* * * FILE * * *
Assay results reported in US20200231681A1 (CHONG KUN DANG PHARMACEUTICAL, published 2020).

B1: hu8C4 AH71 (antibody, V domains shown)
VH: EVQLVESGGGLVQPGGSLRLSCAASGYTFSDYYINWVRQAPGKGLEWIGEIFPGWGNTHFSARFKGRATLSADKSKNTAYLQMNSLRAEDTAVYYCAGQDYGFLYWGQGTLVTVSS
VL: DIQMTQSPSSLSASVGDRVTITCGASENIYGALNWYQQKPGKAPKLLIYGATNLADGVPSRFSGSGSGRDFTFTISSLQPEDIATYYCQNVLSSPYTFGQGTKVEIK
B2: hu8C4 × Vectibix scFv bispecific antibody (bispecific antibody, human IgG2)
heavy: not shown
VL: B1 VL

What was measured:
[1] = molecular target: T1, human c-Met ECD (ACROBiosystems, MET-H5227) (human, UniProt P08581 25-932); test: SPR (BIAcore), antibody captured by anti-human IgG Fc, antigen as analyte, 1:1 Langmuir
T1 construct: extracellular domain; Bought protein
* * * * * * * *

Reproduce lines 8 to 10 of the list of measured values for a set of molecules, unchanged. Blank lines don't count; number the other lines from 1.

What was measured:
[1] = molecular target: T1, human c-Met ECD (ACROBiosystems, MET-H5227) (human, UniProt P08581 25-932); test: SPR (BIAcore), antibody captured by anti-human IgG Fc, antigen as analyte, 1:1 Langmuir
T1 construct: extracellular domain; Bought protein